Burgos and the tale of El Cid
Perhaps no other legendary figure rouses the Spanish consciousness quite like the man known as El Cid. Widely considered a national hero, Rodrigo Díaz de Vivar was born in 1043 as a member of the minor nobility, in a small town six miles north of Burgos. Raised and educated in the court of Ferdinand I, “Emperor of all Spain”, he rose to prominence as commander and royal standard-bearer for the king’s oldest son and heir, Sancho II.
A loyal warrior of the Kingdom of Castile, El Cid took part in successful campaigns against Moorish lands to the south, and the neighbouring kingdoms of Navarre and Aragon. When Ferdinand died, his realm was divided between his three sons; Castile was given to Sancho, León to the middle son Alfonso, and Galicia to the youngest, García. The results proved disastrous; Christian Spain was soon entangled in a bloody family feud. The two eldest brothers joined forces to invade Galicia, ousting García, before turning on each other. Led by El Cid, the Castilian army emerged victorious at the Battle of Golpejera, taking Alfonso prisoner and driving him from the Leonese throne. Sancho’s next step was laying siege to Zamora, then held by his sister Urraca.
Together Urraca and Alfonso made a secret pact, and as Sancho’s army camped outside the city walls, the heirless king was assassinated in his tent by a local nobleman. Alfonso returned as the sole ruler of both Castile and León, but the court of Burgos was suspicious of his involvement in the affair. Legend has it that El Cid, with the Castilian nobility behind him, forced the new king to swear a public oath on the relics of a saint, proving that he did not play a part in Sancho’s death. After more than eight years of service to Alfonso, El Cid was accused of stealing the king’s money, stripped of his status and ordered into exile.
And so begins the epic poem El Cantar de Mio Cid, “The Song of my Cid”, written in the 12th century by an unknown author, and the oldest surviving poem of its kind in the Spanish language:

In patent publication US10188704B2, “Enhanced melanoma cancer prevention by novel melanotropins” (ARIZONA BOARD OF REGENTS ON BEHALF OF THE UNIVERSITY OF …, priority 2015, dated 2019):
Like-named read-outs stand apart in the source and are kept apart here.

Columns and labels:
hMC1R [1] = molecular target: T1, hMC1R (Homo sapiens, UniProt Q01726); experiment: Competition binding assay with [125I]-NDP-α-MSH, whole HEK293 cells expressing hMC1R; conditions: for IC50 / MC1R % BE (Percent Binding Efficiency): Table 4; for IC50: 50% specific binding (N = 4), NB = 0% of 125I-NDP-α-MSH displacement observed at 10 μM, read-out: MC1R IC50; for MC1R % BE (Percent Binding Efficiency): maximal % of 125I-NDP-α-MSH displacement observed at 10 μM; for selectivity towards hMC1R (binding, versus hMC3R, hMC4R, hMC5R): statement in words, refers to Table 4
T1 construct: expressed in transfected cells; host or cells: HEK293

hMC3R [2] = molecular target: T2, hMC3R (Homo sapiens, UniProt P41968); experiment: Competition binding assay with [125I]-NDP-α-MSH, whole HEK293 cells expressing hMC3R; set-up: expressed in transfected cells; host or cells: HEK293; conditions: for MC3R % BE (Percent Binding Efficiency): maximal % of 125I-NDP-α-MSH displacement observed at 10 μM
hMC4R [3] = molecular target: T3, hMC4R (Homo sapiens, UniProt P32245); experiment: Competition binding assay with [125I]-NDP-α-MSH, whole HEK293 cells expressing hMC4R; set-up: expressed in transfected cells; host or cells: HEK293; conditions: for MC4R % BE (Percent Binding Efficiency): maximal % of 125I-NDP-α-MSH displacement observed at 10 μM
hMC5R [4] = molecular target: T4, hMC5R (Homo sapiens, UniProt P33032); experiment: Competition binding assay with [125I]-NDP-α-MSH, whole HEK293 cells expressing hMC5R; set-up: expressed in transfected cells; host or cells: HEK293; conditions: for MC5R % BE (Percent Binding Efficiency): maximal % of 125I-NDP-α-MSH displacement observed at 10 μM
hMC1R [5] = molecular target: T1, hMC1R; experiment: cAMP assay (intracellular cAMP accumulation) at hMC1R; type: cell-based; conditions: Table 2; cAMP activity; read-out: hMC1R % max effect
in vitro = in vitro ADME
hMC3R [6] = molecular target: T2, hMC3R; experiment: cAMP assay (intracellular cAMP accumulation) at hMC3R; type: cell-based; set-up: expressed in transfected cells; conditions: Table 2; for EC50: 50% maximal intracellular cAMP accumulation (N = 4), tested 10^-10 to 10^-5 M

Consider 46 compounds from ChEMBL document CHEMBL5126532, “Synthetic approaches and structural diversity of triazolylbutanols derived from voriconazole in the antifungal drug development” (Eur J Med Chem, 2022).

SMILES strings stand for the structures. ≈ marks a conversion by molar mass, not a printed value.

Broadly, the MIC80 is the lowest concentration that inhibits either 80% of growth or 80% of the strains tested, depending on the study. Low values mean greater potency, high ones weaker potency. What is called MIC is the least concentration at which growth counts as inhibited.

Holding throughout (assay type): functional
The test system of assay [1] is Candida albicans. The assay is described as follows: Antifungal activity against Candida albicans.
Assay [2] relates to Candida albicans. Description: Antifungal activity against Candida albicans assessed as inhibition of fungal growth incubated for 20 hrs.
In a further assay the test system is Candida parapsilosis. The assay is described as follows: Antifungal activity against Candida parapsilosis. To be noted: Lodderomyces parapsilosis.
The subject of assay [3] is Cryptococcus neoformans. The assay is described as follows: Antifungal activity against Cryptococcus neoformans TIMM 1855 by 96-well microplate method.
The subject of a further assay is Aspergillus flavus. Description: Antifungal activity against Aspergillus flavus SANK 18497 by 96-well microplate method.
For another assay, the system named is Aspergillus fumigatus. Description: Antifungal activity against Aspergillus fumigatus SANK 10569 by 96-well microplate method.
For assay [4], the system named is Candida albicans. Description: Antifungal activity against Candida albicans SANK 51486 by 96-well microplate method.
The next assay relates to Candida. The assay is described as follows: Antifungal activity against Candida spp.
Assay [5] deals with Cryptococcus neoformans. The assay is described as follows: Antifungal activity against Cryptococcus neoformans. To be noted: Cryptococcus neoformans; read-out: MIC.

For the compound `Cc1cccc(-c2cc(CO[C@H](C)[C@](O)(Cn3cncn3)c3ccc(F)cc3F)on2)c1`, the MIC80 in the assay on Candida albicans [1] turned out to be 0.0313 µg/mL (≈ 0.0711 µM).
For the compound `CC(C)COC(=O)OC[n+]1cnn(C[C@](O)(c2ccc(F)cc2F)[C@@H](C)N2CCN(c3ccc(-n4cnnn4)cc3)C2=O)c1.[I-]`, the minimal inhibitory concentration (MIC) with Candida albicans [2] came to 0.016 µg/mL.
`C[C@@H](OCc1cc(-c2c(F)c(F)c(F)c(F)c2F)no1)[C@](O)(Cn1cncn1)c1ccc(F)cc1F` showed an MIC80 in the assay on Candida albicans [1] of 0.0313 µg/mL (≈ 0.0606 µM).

He turned and looked upon them, and he wept very sore
As he saw the yawning gateway and the hasps wrenched off the door,
And the pegs whereon no mantle nor coat of vair there hung.
There perched no moulting goshawk, and there no falcon swung.
My lord the Cid sighed deeply, such grief was in his heart
And he spoke well and wisely: “Oh Thou, in Heaven that art
Our Father and our Master, now I give thanks to Thee.
Of their wickedness my foemen have done this thing to me.”
Then they shook out the bridle rein further to ride afar.
They had the crow on their right hand as they issued from Vivar;
And as they entered Burgos upon their left it sped.
And the Cid shrugged his shoulders, and the Cid shook his head:
“Good tidings Álvar Fáñez. We are banished from our weal,
But on a day with honour shall we come unto Castile.”
Ruy Diaz entered Burgos with sixty pennons strong,
And forth to look upon him did the men and women throng.
And with their wives the townsmen at the windows stood hard by,
And they wept in lamentation, their grief was risen so high.
As with one mouth, together they spoke with one accord:
“God, what a noble vassal, and he had a worthy lord.”
The Burgos of today bears little resemblance to the one known to El Cid. What is now a city of 180,000 was then a small settlement of only 2,000 inhabitants, a growing market town and political centre on the Camino de Santiago. According to the Cantar de mio Cid, Rodrigo Díaz left the city through the Puerta de Santa María, a gateway since rebuilt in the 14th century, which still stands between the old town and the Arlanzón River. Before doing so he knelt in prayer at the Church of St. Mary, on a site now occupied by the UNESCO-listed Gothic cathedral.
El Cid’s popular title was borrowed from the Arabic sayyid, or “Lord”, and he was highly respected by both Moor and Christian alike. While in exile, El Cid found a new master in al-Mutamin, the Moorish ruler of Zaragoza, and his successor Al-Mustain II. Six years of loyal service followed, with a string of military successes against his rivals. Rodrigo Díaz was eventually recalled by Alfonso after the Battle of Sagrajas (1086), in which the Castilian army was soundly defeated by Almoravid Berbers from North Africa. Although he remained loyal to Alfonso in name, El Cid began a concerted effort to conquer the Moorish kingdom of Valencia.
A 19-month siege of the city ensued, and El Cid became the independent prince of a pluralistic state – where Christian and Muslim served alongside in the army and in administrative positions. The dream was short-lived, however, and after five years Rodrigo Díaz died during a siege brought on by the Almoravids. His wife, Doña Jimena Díaz, cousin of King Alfonso, fled back to Burgos two years later, with the body of her departed husband. Today both Rodrigo and Jimena are buried at the crossing of the cathedral, beneath the glorious, lace-like stonework of an octagonal lantern. But El Cid continues to live on in the Spanish imagination… and in the bloodlines of modern-day European monarchs.